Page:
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MADSAKI Discusses Japanese Identity, American Culture and Takashi Murakami

At his latest “COMBINATION PLATTER” exhibition.

America is a nation built by generations of immigrants searching for better lives. While it does offer many opportunities and freedom, parents soon realize that they can’t control what their child is exposed to in this foreign land. For Japanese artist MADSAKI, moving to New Jersey at age six gave him an interesting perspective of American culture. Unable to speak much English at the time his cultural identity was forced to adapt, reflecting the surroundings as a result. This unique point-of-view would teach him much about the Western world, gifting him with the elegance and vulgarity of the English language. He naturally would also acquire the troll-like attitude and humor that fuels his art along the way. Apparent in much of his work, MADSAKI often uses the paint medium to explore the power and concept of words, poking fun at the fine-art masters in the process.

In the latest solo exhibition “COMBINATION PLATTER,” Kaikai Kiki Gallery and Galerie Perrotin have assembled the largest collection of MADSAKI’s work to date. The exhibition, which is on display at Bangkok’s retail beacon, Central Embassy, references the ubiquitous takeout dish that Americans have come to expect from Chinese restaurants. The show runs until June 3, so check it out if you are in the area, and don’t forget to stop by the SIWILAI store to pick up the exclusive merchandise from the show.

Since the last time we spoke to you back in Seoul, are there any memorable movies you’ve seen lately?
Recently I have no time to watch anything man, just too busy.

What about music? Listening to anything specific right now?
Right now I’m in a phase of listening to old cheesy ’80s music. The music that I was playing when in like 4th or 5th grade.

Is that what your parents were listening to at the time?
Nah, my dad listened to classical music. So fucking boring.

Do you appreciate it now?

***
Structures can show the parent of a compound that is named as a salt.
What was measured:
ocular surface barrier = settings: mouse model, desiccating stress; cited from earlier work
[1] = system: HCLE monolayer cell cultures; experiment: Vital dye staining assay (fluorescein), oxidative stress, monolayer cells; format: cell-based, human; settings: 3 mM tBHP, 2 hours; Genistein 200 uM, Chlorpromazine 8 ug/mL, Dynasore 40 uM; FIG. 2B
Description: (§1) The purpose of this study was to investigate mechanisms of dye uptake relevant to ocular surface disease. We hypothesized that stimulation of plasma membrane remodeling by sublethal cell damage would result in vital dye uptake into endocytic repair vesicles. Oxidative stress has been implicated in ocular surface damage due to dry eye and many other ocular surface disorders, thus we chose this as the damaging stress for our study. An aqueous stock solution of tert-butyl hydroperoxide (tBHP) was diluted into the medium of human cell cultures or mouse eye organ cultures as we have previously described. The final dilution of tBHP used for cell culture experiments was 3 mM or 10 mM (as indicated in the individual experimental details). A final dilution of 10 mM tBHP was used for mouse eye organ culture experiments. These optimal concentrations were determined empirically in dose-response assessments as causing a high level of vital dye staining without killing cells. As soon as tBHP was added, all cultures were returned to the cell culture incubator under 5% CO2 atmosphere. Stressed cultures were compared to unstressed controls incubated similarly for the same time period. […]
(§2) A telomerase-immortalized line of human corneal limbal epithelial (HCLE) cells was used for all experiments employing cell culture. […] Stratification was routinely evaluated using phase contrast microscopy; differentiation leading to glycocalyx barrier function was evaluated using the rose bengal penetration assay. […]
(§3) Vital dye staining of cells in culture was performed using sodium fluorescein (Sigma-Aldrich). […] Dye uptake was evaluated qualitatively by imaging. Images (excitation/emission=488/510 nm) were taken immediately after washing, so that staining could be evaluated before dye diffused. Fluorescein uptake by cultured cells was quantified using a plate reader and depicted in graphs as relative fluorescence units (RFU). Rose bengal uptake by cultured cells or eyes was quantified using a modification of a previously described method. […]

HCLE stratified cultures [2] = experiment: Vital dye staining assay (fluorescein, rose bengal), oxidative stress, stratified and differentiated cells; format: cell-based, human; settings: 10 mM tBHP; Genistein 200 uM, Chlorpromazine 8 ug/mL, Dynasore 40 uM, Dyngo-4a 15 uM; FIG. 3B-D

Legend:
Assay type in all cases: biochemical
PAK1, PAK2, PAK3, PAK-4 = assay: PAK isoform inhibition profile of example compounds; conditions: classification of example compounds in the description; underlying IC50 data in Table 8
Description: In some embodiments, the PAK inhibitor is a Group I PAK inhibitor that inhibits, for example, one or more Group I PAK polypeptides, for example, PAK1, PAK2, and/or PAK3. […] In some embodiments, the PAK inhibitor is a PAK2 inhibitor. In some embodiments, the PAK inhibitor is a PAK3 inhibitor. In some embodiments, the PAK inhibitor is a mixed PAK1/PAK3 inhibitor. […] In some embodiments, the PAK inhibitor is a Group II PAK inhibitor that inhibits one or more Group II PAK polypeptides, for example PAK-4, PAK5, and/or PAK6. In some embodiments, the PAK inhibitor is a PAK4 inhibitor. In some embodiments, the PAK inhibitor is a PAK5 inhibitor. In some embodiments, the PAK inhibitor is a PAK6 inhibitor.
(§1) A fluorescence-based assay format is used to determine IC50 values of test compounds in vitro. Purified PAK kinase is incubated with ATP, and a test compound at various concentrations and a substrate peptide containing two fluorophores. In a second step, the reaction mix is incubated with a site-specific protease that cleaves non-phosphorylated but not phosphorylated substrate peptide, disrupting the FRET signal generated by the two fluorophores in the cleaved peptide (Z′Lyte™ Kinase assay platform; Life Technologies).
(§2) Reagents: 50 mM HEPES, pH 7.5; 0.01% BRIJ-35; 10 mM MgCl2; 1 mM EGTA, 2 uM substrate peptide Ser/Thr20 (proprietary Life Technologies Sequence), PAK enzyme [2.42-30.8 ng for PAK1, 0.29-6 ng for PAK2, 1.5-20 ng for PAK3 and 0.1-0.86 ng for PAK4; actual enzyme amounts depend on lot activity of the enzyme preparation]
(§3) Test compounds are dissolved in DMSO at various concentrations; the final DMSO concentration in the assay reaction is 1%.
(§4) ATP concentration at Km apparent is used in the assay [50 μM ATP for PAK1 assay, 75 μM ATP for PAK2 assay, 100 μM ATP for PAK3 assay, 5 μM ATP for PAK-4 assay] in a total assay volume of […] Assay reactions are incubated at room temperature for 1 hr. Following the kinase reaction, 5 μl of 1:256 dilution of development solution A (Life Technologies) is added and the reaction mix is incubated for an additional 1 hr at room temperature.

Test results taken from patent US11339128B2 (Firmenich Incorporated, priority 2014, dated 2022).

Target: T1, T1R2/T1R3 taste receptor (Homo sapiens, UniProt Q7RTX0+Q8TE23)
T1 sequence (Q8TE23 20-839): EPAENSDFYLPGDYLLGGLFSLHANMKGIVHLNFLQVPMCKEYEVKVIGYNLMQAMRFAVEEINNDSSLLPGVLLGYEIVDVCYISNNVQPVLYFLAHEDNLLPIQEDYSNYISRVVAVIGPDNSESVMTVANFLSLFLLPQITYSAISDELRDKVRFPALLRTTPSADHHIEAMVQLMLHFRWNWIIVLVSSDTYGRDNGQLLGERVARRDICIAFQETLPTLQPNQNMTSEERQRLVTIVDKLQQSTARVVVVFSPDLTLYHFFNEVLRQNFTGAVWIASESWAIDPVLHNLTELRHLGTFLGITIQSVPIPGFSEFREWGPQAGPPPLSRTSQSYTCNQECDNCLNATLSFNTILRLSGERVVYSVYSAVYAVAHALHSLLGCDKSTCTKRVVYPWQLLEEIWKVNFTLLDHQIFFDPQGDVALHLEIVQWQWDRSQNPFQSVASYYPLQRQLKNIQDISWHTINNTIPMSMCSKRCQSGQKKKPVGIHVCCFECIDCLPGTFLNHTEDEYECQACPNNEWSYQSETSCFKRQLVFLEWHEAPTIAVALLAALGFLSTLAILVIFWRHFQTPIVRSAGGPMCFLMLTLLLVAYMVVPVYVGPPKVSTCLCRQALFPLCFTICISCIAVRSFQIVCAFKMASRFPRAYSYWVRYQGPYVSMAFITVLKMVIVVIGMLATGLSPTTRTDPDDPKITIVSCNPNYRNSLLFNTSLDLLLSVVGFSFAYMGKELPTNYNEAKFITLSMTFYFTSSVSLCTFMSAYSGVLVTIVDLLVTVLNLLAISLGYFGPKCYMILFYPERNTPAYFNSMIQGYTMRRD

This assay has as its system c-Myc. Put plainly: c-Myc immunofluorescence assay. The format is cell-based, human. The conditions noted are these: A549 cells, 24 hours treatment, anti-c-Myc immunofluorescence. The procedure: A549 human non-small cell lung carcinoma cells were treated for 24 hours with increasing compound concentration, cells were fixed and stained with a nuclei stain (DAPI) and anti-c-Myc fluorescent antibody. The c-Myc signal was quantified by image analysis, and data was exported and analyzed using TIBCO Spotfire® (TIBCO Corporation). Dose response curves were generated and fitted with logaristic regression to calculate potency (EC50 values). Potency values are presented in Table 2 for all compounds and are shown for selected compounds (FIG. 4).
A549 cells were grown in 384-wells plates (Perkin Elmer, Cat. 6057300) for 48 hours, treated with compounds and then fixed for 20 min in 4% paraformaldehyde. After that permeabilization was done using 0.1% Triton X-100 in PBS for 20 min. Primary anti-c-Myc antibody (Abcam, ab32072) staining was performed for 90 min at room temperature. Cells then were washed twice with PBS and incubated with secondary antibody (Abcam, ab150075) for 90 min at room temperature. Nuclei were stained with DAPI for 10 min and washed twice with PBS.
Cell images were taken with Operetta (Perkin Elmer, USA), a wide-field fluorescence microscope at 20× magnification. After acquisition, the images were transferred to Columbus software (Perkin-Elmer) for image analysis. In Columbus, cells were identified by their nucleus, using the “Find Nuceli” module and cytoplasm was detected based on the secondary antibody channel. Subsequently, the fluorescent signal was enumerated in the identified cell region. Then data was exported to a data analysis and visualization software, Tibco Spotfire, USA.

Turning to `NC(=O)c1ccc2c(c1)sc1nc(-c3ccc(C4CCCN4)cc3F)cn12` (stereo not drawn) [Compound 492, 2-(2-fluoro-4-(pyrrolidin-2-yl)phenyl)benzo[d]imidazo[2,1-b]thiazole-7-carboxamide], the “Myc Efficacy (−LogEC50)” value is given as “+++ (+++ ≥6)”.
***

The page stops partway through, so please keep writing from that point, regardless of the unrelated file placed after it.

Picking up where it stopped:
Yeah, I appreciate it. When I hear classical music now I’m like “that’s Mozart, that’s Tchaikovsky.” I’m glad I know who the composer is. But at the same time I grew up listening to Metallica and shit.

So your dad was fluent in English, a businessman right?
Yeah he used to work for Panasonic. He was the typical Japanese salaryman.

Did you grow up with all the newest electronics?
(Laughs) No man… I didn’t know at the time but we had that Technics thing that the DJs used. I didn’t know what a DJ was at the time, but I used to scratch my dad’s classical records on it.

Did he try to push you away from art?
Oh yeah, big time. But my dad like, give him a pen or pencil and he can draw so good. Way better than I do. He can just do a quick portrait, I don’t know why he became a salaryman…

Every place we traveled to around the world, we would go to fucking museums. So I grew up seeing a lot of art. When I graduated high school he says, “alright Masaki, it’s time to go back to Japan,” and I’m like high every day, like “fuck no I’m not goin’ back.” He says “No you got to go back to Japan, go to a good college, get a good salary.” But I grew up looking at him knowing I would never do that. “What are you going to do?” he asked, and I told him art school. “But you haven’t painted or drawn anything,” he said, so I started and made a portfolio and that’s that.

You’ve said your teachers at Parsons didn’t recognize your work as art. If they saw your full body of work now, do you think they would they put a bit more respect on it?
Hell no! All the stuff I’m doing now is what they told me not to do. I’m doing all of that every day.

Is there a teacher that you would like to catch up with now?
Well, there was one teacher I hated who loved Matisse, and back then I didn’t understand why it was great, but now I appreciate and love his work. So I would want to go back and say thank you for putting me onto it. I understand it now.

Have you noticed any changes in your work since joining Kaikai Kiki?